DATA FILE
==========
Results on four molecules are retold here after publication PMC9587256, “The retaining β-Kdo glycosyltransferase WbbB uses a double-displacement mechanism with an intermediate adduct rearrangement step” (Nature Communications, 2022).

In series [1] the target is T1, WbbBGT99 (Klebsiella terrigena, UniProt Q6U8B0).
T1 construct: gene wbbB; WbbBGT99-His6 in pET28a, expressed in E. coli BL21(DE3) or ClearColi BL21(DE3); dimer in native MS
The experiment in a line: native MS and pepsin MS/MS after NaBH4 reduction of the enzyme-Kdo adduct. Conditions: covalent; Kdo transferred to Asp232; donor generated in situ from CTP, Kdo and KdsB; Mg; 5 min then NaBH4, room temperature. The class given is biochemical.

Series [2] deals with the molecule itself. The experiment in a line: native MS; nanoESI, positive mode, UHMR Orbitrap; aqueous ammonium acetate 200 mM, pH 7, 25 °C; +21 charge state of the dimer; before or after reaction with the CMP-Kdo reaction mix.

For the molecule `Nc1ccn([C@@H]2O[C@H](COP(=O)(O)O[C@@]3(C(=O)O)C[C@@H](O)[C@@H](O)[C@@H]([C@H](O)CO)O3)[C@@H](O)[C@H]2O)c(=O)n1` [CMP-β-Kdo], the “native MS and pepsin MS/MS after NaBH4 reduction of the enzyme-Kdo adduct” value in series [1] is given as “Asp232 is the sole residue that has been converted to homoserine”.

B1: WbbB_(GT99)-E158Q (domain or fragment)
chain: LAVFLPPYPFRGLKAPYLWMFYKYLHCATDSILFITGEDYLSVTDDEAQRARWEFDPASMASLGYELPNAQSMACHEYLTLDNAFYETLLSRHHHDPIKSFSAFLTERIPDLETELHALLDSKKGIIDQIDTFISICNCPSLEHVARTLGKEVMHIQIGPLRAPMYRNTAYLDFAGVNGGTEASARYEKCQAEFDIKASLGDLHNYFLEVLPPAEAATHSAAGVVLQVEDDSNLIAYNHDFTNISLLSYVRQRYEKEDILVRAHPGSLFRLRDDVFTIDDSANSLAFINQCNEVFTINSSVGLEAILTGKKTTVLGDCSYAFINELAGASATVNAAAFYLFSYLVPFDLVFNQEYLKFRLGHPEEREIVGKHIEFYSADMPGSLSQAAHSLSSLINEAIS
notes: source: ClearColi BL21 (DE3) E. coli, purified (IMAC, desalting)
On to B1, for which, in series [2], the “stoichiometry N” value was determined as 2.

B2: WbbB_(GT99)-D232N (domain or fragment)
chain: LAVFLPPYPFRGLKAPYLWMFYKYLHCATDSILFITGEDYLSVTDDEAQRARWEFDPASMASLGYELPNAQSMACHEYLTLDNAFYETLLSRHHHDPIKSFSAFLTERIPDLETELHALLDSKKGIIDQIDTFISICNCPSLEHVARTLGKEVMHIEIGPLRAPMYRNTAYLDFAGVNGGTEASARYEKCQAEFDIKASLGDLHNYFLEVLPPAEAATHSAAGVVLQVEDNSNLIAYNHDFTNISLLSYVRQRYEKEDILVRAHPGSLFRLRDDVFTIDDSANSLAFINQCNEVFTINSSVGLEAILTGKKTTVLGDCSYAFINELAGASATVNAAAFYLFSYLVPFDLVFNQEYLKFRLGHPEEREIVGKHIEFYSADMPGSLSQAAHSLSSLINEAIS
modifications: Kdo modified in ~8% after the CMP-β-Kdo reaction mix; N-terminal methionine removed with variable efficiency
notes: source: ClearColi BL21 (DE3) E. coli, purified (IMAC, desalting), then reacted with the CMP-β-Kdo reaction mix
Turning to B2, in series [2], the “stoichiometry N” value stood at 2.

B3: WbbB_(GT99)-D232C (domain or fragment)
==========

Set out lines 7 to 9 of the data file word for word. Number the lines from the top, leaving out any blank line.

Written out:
B1: WbbB_(GT99)-E158Q (domain or fragment)
chain: LAVFLPPYPFRGLKAPYLWMFYKYLHCATDSILFITGEDYLSVTDDEAQRARWEFDPASMASLGYELPNAQSMACHEYLTLDNAFYETLLSRHHHDPIKSFSAFLTERIPDLETELHALLDSKKGIIDQIDTFISICNCPSLEHVARTLGKEVMHIQIGPLRAPMYRNTAYLDFAGVNGGTEASARYEKCQAEFDIKASLGDLHNYFLEVLPPAEAATHSAAGVVLQVEDDSNLIAYNHDFTNISLLSYVRQRYEKEDILVRAHPGSLFRLRDDVFTIDDSANSLAFINQCNEVFTINSSVGLEAILTGKKTTVLGDCSYAFINELAGASATVNAAAFYLFSYLVPFDLVFNQEYLKFRLGHPEEREIVGKHIEFYSADMPGSLSQAAHSLSSLINEAIS
notes: source: ClearColi BL21 (DE3) E. coli, purified (IMAC, desalting)